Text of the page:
INTRO(2) Linux Programmer's Manual INTRO(2)
intro - Introduction to system calls
Section 2 of the manual describes the Linux system calls. A system call is an entry point into the Linux kernel. Usually, system calls
are not invoked directly: instead, most system calls have corresponding C library wrapper functions which perform the steps required (e.g.,
trapping to kernel mode) in order to invoke the system call. Thus, making a system call looks the same as invoking a normal library func-
For a list of the Linux system calls, see syscalls(2).
On error, most system calls return a negative error number (i.e., the negated value of one of the constants described in errno(3)). The C
library wrapper hides this detail from the caller: when a system call returns a negative value, the wrapper copies the absolute value into
the errno variable, and returns -1 as the return value of the wrapper.
The value returned by a successful system call depends on the call. Many system calls return 0 on success, but some can return nonzero
values from a successful call. The details are described in the individual manual pages.
In some cases, the programmer must define a feature test macro in order to obtain the declaration of a system call from the header file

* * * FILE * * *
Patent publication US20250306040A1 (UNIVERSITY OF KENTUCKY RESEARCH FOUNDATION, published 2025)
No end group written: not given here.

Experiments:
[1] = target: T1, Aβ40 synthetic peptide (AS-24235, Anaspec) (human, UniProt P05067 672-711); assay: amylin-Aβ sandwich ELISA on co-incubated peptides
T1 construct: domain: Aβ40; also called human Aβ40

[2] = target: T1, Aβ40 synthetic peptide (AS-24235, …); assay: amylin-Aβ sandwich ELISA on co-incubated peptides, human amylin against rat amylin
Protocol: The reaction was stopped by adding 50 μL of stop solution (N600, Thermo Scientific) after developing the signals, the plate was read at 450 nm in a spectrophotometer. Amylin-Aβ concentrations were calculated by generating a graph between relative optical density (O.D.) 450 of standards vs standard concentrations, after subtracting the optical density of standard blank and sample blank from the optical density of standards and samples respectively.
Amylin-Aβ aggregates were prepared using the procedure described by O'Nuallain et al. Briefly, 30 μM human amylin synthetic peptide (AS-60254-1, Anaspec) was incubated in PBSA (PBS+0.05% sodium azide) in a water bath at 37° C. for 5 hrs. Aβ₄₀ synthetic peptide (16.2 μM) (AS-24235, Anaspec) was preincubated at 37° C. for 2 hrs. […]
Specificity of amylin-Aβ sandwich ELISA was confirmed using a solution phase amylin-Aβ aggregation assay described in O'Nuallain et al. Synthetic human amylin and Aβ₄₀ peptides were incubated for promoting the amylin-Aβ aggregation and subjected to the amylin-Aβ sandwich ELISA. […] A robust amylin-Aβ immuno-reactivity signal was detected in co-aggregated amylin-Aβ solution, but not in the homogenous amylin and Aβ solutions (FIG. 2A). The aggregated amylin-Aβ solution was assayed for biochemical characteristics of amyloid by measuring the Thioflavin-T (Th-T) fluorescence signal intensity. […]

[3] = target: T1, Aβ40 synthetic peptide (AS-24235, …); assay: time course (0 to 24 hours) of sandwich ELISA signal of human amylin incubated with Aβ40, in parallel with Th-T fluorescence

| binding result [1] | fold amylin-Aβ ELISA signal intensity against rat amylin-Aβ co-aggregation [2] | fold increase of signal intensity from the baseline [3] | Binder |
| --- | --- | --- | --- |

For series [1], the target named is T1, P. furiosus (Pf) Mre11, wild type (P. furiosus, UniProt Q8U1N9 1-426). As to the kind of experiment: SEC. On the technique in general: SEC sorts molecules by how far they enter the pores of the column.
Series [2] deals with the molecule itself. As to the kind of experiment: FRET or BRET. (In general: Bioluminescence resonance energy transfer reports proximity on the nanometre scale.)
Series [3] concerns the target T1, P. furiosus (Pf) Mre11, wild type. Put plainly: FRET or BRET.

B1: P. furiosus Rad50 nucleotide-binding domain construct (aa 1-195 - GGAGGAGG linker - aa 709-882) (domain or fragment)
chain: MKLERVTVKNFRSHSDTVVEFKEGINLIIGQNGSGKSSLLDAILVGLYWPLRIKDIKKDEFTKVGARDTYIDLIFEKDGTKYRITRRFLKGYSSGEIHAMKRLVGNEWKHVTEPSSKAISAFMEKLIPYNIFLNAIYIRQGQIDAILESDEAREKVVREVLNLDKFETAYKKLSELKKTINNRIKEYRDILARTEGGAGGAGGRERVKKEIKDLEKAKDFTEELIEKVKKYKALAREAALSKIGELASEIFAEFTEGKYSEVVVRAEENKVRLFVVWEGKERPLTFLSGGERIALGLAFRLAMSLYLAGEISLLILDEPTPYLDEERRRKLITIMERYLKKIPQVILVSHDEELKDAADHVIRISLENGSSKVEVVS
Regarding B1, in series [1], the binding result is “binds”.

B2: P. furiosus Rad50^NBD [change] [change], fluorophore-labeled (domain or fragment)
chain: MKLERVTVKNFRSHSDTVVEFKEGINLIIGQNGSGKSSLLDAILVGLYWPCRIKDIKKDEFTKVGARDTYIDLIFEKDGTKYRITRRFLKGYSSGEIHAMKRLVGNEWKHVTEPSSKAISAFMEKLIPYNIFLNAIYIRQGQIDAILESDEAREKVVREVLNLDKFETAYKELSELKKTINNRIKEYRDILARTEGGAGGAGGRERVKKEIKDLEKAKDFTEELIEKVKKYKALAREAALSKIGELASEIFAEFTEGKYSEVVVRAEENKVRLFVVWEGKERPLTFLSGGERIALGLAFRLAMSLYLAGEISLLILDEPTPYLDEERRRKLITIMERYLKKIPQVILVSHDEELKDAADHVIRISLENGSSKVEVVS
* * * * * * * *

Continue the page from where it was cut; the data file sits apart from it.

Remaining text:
specified in the man page SYNOPSIS section. (Where required, these feature test macros must be defined before including any header files.)
In such cases, the required macro is described in the man page. For further information on feature test macros, see fea-
Certain terms and abbreviations are used to indicate Unix variants and standards to which calls in this section conform. See standards(7).
In most cases, it is unnecessary to invoke a system call directly, but there are times when the Standard C library does not implement a
nice wrapper function for you. In this case, the programmer must manually invoke the system call using syscall(2). Historically, this was
also possible using one of the _syscall macros described in _syscall(2).
Authors and Copyright Conditions
Look at the header of the manual page source for the author(s) and copyright conditions. Note that these can be different from page to
_syscall(2), syscall(2), errno(3), feature_test_macros(7), standards(7)
This page is part of release 3.27 of the Linux man-pages project. A description of the project, and information about reporting bugs, can
be found at http://www.kernel.org/doc/man-pages/.
Linux 2010-09-10 INTRO(2)